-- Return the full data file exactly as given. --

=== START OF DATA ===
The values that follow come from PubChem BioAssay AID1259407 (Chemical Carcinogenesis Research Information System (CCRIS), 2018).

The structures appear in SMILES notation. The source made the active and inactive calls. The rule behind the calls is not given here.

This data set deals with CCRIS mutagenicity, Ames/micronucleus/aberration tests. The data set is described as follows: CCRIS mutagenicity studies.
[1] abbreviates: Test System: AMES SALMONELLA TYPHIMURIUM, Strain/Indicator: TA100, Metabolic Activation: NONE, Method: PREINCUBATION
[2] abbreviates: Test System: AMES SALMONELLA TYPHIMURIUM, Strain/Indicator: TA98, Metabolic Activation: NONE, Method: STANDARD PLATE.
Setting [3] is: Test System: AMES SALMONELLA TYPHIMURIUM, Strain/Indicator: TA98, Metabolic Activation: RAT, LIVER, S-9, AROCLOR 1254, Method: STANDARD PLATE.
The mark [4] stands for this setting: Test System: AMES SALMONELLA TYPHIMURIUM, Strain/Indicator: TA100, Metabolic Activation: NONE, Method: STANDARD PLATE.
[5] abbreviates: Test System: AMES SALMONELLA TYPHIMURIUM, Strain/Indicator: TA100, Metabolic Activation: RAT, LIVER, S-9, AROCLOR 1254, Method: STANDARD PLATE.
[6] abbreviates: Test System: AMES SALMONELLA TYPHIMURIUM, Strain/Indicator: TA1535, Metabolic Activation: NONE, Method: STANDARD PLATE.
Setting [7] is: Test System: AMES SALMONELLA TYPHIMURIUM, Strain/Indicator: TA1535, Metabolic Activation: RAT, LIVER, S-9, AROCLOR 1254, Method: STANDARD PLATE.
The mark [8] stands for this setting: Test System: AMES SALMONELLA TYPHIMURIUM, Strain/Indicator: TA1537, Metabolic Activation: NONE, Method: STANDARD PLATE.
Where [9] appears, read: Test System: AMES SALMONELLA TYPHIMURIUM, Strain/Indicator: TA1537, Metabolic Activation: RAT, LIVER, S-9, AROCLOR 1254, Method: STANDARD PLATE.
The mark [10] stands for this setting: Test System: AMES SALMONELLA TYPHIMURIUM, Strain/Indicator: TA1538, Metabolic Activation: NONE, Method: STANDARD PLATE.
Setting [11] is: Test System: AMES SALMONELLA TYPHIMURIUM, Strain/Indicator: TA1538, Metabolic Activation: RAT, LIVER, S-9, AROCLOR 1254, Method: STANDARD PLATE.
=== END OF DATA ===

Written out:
The values that follow come from PubChem BioAssay AID1259407 (Chemical Carcinogenesis Research Information System (CCRIS), 2018).

The structures appear in SMILES notation. The source made the active and inactive calls. The rule behind the calls is not given here.

This data set deals with CCRIS mutagenicity, Ames/micronucleus/aberration tests. The data set is described as follows: CCRIS mutagenicity studies.
[1] abbreviates: Test System: AMES SALMONELLA TYPHIMURIUM, Strain/Indicator: TA100, Metabolic Activation: NONE, Method: PREINCUBATION
[2] abbreviates: Test System: AMES SALMONELLA TYPHIMURIUM, Strain/Indicator: TA98, Metabolic Activation: NONE, Method: STANDARD PLATE.
Setting [3] is: Test System: AMES SALMONELLA TYPHIMURIUM, Strain/Indicator: TA98, Metabolic Activation: RAT, LIVER, S-9, AROCLOR 1254, Method: STANDARD PLATE.
The mark [4] stands for this setting: Test System: AMES SALMONELLA TYPHIMURIUM, Strain/Indicator: TA100, Metabolic Activation: NONE, Method: STANDARD PLATE.
[5] abbreviates: Test System: AMES SALMONELLA TYPHIMURIUM, Strain/Indicator: TA100, Metabolic Activation: RAT, LIVER, S-9, AROCLOR 1254, Method: STANDARD PLATE.
[6] abbreviates: Test System: AMES SALMONELLA TYPHIMURIUM, Strain/Indicator: TA1535, Metabolic Activation: NONE, Method: STANDARD PLATE.
Setting [7] is: Test System: AMES SALMONELLA TYPHIMURIUM, Strain/Indicator: TA1535, Metabolic Activation: RAT, LIVER, S-9, AROCLOR 1254, Method: STANDARD PLATE.
The mark [8] stands for this setting: Test System: AMES SALMONELLA TYPHIMURIUM, Strain/Indicator: TA1537, Metabolic Activation: NONE, Method: STANDARD PLATE.
Where [9] appears, read: Test System: AMES SALMONELLA TYPHIMURIUM, Strain/Indicator: TA1537, Metabolic Activation: RAT, LIVER, S-9, AROCLOR 1254, Method: STANDARD PLATE.
The mark [10] stands for this setting: Test System: AMES SALMONELLA TYPHIMURIUM, Strain/Indicator: TA1538, Metabolic Activation: NONE, Method: STANDARD PLATE.
Setting [11] is: Test System: AMES SALMONELLA TYPHIMURIUM, Strain/Indicator: TA1538, Metabolic Activation: RAT, LIVER, S-9, AROCLOR 1254, Method: STANDARD PLATE.